The synthesis, characterization, and electrocatalytic properties of mesoporous carbon materials doped with nitrogen atoms and iron are reported and compared for the catalyzed reduction of oxygen gas at fuel cell cathodes. Mixtures of common and inexpensive organic precursors, melamine, and formaldehyde were pyrolyzed in the presence of transition-metal salts (e.g., nitrates) within a mesoporous silica template to yield mesoporous carbon materials with greater extents of graphitization than those of others prepared from small-molecule precursors. In particular, Fe,N-doped carbon materials possessed high surface areas (∼800 m2/g) and high electrical conductivities (∼19 S/cm), which make them attractive for electrocatalyst applications. The surface compositions of the mesoporous Fe,N-doped carbon materials were postsynthetically modified by acid washing and followed by high-temperature thermal treatments, which were shown by X-ray photoelectron spectroscopy to favor the formation of graphitic and pyridinic nitrogen moieties. Such surface-modified materials exhibited high electrocatalytic oxygen reduction activities under alkaline conditions, as established by their high onset and half-wave potentials (1.04 and 0.87 V, respectively vs reversible hydrogen electrode) and low Tafel slope (53 mV/decade). These values are superior to many similar transition-metal- and N-doped carbon materials and compare favorably with commercially available precious-metal catalysts, e.g., 20 wt % Pt supported on activated carbon. The analyses indicate that inexpensive mesoporous Fe,N-doped carbon materials are promising alternatives to precious metal-containing catalysts for electrochemical reduction of oxygen in polymer electrolyte fuel cells. ©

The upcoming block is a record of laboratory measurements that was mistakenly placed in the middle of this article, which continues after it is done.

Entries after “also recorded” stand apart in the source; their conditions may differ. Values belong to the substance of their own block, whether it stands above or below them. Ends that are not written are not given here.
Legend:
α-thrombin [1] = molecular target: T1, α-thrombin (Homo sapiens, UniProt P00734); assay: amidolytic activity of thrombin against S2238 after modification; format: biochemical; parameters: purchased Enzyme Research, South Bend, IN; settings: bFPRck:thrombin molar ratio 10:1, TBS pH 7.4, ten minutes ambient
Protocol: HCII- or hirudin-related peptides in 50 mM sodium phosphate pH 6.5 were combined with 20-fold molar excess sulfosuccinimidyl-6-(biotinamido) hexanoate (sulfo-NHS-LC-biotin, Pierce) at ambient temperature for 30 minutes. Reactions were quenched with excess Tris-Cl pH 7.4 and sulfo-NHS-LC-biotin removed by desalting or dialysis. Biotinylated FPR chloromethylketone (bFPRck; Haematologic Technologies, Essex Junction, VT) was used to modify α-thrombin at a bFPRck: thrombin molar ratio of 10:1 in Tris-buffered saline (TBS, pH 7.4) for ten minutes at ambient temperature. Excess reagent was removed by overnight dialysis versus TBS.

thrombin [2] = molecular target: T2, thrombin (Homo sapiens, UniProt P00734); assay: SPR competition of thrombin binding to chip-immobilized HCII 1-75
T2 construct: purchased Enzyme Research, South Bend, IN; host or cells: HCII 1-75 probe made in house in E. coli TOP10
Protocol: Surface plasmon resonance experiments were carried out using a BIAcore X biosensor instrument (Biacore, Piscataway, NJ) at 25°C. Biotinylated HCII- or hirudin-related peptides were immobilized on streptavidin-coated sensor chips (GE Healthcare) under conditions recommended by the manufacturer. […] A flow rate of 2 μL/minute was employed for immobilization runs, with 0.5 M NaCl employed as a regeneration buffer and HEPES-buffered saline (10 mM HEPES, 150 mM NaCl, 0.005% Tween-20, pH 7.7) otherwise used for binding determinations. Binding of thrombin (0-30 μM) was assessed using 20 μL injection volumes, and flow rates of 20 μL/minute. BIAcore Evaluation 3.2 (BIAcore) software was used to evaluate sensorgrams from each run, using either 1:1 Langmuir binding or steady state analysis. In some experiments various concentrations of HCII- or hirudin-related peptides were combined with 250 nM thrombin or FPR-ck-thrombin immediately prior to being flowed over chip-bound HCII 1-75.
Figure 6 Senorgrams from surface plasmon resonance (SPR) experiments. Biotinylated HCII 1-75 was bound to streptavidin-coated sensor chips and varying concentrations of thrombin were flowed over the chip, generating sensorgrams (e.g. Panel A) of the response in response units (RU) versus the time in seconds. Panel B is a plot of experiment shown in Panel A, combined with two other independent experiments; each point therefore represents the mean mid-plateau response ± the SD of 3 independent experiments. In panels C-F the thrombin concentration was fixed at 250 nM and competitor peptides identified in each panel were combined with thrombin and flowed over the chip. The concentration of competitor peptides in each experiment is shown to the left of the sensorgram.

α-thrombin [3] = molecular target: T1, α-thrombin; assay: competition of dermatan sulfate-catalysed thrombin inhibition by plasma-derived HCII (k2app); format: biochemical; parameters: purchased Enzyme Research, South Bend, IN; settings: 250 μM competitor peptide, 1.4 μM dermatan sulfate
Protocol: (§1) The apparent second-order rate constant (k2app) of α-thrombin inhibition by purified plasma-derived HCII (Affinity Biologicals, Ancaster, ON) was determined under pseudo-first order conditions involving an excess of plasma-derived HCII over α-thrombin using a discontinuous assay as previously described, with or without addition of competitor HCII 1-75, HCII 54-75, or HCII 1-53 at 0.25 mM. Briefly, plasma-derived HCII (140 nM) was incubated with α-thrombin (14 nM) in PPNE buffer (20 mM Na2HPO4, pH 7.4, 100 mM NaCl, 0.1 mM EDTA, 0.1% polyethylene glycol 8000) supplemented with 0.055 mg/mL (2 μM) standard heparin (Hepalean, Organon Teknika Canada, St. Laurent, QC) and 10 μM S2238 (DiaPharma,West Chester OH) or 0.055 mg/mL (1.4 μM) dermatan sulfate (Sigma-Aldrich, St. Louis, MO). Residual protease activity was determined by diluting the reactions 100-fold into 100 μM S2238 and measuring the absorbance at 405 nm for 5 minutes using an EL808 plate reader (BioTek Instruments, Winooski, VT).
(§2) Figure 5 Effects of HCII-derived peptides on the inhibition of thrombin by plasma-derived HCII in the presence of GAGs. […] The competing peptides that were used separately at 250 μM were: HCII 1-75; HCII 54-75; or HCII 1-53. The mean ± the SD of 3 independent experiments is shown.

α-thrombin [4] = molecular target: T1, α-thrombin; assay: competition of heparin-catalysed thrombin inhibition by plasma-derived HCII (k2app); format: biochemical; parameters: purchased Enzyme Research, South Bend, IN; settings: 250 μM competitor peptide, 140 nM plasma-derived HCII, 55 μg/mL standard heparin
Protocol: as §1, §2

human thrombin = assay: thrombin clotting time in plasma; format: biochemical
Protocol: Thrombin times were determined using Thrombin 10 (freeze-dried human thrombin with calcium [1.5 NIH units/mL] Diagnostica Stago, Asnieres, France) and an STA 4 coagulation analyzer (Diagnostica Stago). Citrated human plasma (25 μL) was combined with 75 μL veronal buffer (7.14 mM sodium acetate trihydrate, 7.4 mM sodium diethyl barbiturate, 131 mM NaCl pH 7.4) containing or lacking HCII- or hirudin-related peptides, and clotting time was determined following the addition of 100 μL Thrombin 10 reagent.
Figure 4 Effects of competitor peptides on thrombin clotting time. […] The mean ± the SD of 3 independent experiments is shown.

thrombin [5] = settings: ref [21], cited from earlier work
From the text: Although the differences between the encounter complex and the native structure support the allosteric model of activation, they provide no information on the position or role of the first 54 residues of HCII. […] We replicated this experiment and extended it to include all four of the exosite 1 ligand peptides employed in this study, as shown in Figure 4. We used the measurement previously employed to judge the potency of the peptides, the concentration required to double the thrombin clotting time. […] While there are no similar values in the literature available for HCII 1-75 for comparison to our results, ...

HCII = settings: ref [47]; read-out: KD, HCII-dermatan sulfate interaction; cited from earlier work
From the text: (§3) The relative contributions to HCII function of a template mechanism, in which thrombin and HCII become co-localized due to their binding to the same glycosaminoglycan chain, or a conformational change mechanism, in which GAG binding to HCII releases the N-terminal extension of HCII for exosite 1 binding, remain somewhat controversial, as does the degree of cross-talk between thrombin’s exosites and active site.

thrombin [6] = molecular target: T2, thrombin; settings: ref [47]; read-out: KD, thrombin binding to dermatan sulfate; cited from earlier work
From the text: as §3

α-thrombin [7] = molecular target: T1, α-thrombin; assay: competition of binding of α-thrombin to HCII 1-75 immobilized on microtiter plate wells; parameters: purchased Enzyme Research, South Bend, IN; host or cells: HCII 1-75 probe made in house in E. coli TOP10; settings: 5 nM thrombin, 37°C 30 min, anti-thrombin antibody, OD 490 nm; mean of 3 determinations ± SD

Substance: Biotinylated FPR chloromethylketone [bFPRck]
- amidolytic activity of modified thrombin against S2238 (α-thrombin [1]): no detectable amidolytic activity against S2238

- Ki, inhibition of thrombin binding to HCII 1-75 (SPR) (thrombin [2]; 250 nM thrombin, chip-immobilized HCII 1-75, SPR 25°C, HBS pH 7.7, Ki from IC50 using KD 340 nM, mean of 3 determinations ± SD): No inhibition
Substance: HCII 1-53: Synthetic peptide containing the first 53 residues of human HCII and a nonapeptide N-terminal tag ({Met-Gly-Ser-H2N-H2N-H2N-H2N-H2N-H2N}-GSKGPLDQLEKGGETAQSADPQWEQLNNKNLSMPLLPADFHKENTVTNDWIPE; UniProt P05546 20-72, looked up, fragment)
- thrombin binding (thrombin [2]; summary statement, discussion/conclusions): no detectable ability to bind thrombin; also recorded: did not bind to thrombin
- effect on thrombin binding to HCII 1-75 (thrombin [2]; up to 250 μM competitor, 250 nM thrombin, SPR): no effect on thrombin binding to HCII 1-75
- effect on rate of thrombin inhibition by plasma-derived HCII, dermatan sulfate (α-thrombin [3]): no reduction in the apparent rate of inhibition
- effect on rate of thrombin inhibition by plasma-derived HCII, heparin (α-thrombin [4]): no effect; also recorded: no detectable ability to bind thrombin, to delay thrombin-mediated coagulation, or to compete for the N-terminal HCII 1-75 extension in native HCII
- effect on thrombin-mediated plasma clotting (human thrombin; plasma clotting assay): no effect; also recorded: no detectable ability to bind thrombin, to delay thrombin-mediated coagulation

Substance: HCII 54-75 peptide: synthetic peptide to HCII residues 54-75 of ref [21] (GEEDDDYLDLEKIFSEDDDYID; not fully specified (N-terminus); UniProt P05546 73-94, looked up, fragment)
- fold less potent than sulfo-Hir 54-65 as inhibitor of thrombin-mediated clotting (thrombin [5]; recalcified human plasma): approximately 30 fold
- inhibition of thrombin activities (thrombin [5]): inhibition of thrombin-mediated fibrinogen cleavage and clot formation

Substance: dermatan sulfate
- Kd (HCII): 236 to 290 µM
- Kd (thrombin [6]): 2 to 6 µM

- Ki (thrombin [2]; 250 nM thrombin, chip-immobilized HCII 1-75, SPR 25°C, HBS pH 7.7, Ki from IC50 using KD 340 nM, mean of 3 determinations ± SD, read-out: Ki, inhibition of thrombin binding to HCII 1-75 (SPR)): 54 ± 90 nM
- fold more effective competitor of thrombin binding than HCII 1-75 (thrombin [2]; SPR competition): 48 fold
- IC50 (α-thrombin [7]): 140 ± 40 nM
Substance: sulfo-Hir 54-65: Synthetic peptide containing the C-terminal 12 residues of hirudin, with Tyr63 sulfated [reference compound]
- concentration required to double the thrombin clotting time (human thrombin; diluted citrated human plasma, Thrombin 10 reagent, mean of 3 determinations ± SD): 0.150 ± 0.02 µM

Bibliographical noteFunding Information:
This work was supported in part by the Institute for Collaborative Biotechnologies through grant W911NF-09-0001 from the U.S. Army Research Office and by the Institute for Multiscale Materials Studies at Los Alamos National Laboratory (UC Santa Barbara Contract No. 113144). The content of the information does not necessarily reflect the position or the policy of the U.S. Government, and no official endorsement should be inferred. Material characterization measurements were made with the Central Facilities of the UCSB Materials Research Laboratory, which are supported by the MRSEC Program of the NSF under Award No. DMR 1720256; a member of the NSF-funded Materials Research Facilities Network.
- graphitic carbon
- iron, nitrogen-doped carbon
- mesoporous carbon
- nonprecious metal catalyst